Innate Immunity in the Pathogenesis of Cholangiopathy: A Recent Update

Author(s): Kenichi Harada, Yasuni Nakanuma

Journal Name: Inflammation & Allergy - Drug Targets (Discontinued)
Formerly Current Drug Targets - Inflammation & Allergy

Volume 11 , Issue 6 , 2012


Biliary innate immunity is involved in the pathogenesis of cholangiopathies in patients with various biliary diseases. Biliary epithelial cells possess an innate immune system consisting of the Toll-like receptor (TLR) family and recognize pathogen-associated molecular patterns (PAMPs). Recently, regulatory mechanisms by intracellular negative regulators including peroxisome proliferator-activated receptor-γ and micro-RNA have been clarified. In primary biliary cirrhosis (PBC) and primary sclerosing cholangitis, dysregulated biliary innate immunity, namely hyper-responsiveness to PAMPs, is associated with the histopathogenesis of cholangiopathy. Moreover, biliary epithelial cells produce monocyte chemotactic protein-1 (MCP-1/CCL2) as a result of the innate immune response and bile ductules play a role in hepatic fibrosis caused by hepatic stellate cells (HSCs). Also, biliary innate immune responses induce the production of two chemokines, fractalkine and macrophage inflammatory protein-3α (MIP-3α), causing the migration of inflammatory cells and a population of antigen-presenting cell found in epithelium, Langerhans cell, and involve chronic cholangitis associated with biliary epithelium-specific innate and acquired immunity in PBC.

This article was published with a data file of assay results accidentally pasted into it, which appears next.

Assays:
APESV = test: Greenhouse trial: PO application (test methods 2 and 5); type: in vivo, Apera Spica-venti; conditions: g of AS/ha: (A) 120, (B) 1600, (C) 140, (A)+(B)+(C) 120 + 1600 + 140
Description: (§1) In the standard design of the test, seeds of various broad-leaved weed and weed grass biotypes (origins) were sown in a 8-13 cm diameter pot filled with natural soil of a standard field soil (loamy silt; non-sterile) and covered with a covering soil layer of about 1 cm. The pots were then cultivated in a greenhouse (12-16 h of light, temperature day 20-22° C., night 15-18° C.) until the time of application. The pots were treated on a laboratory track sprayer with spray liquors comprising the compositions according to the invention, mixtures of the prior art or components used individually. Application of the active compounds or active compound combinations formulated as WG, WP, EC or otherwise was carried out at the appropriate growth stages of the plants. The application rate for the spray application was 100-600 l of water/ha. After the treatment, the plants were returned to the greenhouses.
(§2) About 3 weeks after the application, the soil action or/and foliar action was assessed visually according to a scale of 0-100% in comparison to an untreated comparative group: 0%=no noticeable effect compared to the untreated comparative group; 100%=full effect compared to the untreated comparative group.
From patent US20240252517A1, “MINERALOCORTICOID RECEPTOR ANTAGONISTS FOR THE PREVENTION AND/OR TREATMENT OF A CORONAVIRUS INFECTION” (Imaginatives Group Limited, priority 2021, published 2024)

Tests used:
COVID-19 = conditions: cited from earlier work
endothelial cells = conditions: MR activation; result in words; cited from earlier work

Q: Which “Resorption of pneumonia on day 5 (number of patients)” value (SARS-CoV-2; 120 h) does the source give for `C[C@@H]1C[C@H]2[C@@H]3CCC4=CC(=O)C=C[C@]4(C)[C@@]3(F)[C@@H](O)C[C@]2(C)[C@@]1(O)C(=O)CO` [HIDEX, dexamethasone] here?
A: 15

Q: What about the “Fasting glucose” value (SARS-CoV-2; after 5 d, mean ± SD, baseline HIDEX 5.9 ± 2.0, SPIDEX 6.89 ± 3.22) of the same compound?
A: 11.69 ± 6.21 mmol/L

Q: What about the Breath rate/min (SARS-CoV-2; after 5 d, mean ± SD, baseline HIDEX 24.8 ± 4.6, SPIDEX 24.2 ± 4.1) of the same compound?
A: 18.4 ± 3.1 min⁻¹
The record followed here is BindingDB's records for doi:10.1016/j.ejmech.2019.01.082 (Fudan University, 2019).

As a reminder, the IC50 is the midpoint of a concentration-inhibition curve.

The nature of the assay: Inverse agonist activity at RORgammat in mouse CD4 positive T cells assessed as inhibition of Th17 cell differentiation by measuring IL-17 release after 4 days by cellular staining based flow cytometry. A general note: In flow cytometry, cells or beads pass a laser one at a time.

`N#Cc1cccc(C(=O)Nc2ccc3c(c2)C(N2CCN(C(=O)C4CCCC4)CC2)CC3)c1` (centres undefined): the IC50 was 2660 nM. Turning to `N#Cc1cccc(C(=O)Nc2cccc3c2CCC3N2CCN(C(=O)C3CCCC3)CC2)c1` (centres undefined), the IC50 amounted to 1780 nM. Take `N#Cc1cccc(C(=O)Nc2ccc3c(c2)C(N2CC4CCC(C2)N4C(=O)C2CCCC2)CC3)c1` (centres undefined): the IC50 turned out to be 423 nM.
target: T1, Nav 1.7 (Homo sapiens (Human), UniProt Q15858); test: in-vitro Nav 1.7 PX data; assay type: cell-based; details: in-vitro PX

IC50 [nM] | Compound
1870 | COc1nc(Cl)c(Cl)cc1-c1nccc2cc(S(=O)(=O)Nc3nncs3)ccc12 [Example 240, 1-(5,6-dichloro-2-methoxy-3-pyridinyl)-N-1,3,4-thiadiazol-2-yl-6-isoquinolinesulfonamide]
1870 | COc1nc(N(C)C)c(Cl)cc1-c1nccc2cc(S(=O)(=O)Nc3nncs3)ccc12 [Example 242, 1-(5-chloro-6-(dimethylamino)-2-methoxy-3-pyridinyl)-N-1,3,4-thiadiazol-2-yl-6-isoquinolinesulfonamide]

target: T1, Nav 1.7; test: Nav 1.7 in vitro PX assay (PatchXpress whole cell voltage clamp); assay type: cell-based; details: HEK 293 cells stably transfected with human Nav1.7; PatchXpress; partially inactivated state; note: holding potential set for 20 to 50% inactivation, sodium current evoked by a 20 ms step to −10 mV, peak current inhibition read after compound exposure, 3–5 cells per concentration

Keywords: Biliary epithelial cell, chemokine, cholangiopathy, innate immunity, primary biliary cirrhosis, Toll-like receptor, Biliary innate immunity, hepatic fibrosis, Ductular reaction, primary biliary cirrhosis, Fractalkine

Rights & PermissionsPrintExport Cite as

Article Details

Year: 2012
Published on: 22 October, 2012
Page: [478 - 483]
Pages: 6
DOI: 10.2174/187152812803589976
Price: $65

Article Metrics

PDF: 26